Author : John E. Charalambakis
Date : November 10, 2010
First of all, a special note of thanks to a good friend (IKM) who recently reminded me of the concept of Seisachtheia. Thus, a historical reference is needed first (please note that this is not a diatribe on the concept, and I am only using the pertinent clauses of that legislation).
Solon, was the most famous of the Athenian lawmakers. By the 6th century BC, the debts had enslaved many Athenians with severe consequences for social and economic stability. Solon, proposed and the Athenian democracy adopted the concept of debt relief a.k.a. Seisachtheia for those whose collateral assets fell below the amounts due/loans. At the same time personal enslavement was forbidden and excessive capital (land) accumulation was prevented by institutional means, including taxes. Of course, about 1000 years prior to Seisachtheia, Moses had proposed the concept of Jubilee, according to which land was supposed to be returned to the original owners and all debts to be cancelled every fifty years. Thus, we could say that Seisachtheia was the elevated form of debt relief originally proposed by Moses in order to sustain stability and smooth the business cycles.
While we have been somehow skeptical of the Fed’s new move (QE2 as recent commentaries have articulated, in this commentary we will come to the defense of the Fed, contingent upon a counterfactual assumption discussed below.
Our assumption is as follows: The Fed – without having a “magic wand” – has to take into account the possibility of haircuts in financial instruments. Please recall that as our November newsletter discusses (and as we have been on record regarding those for some years now) these financial instruments project liabilities in the hundreds of trillions of dollars, making the credit structure unsustainable. An unsustainable credit structure will either collapse or will look like the tower of Pisa. Therefore, the possibility – if not the necessity – for haircuts in those instruments is viable and real. Such haircuts in the face value of those instruments could trigger financial tremors, shake confidence in markets that are trying to recover, reduce liquidity, and lower paper “wealth”, hence risking another global recession. The graph below with the rising spreads between German bonds and peripheral countries’ bonds is only indicative of the possible haircuts (please note that we are not necessarily referring to sovereign nations bonds’ haircuts, and we only use the graph as indicative of those risks).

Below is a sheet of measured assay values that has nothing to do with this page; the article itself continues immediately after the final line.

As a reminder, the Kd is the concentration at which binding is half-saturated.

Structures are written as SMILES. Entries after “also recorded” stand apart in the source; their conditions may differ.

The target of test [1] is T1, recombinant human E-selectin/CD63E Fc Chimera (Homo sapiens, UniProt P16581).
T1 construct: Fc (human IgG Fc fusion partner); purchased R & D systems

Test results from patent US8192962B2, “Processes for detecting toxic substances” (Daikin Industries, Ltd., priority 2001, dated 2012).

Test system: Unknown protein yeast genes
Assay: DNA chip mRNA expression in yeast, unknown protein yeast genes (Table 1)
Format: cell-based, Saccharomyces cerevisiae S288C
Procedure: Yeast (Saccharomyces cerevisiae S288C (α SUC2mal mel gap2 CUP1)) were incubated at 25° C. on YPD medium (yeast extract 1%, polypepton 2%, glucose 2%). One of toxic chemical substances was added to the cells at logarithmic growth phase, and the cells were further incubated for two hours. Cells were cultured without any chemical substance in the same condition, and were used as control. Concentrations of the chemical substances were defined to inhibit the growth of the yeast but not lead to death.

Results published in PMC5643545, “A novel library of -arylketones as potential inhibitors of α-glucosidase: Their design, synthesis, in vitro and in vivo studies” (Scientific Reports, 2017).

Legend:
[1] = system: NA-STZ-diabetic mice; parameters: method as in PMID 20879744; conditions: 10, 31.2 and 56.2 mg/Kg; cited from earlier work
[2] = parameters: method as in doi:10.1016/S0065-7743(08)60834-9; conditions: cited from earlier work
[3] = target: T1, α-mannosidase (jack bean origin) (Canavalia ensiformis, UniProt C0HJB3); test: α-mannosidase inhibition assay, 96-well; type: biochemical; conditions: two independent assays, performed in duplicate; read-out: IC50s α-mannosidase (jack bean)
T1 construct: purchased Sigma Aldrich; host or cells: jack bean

The Fed in its QE2 actions is taking pre-cautionary/pre-emptive measures against such risks. If haircuts materialize in the next few months and/or during the first half of 2011, the Fed via its QE2 will have built a fence against drains of liquidity while fending the largest economy on earth to stand on its feet when the haircuts are taken. Thus, while Germany, China, Japan, Russia, and Brazil are complaining, if that were the Fed’s thinking, then they should be happy that such measures were taken now. Therefore, we are of the opinion that hard assets are appreciating significantly in the last several days, not because they are afraid of inflation and/or the dollar’s depreciation, but rather because they have come to appreciate what a real asset is. It is a demand-driven appreciation out of an awakening that paper assets cannot sustain a complex global trade and monetary system.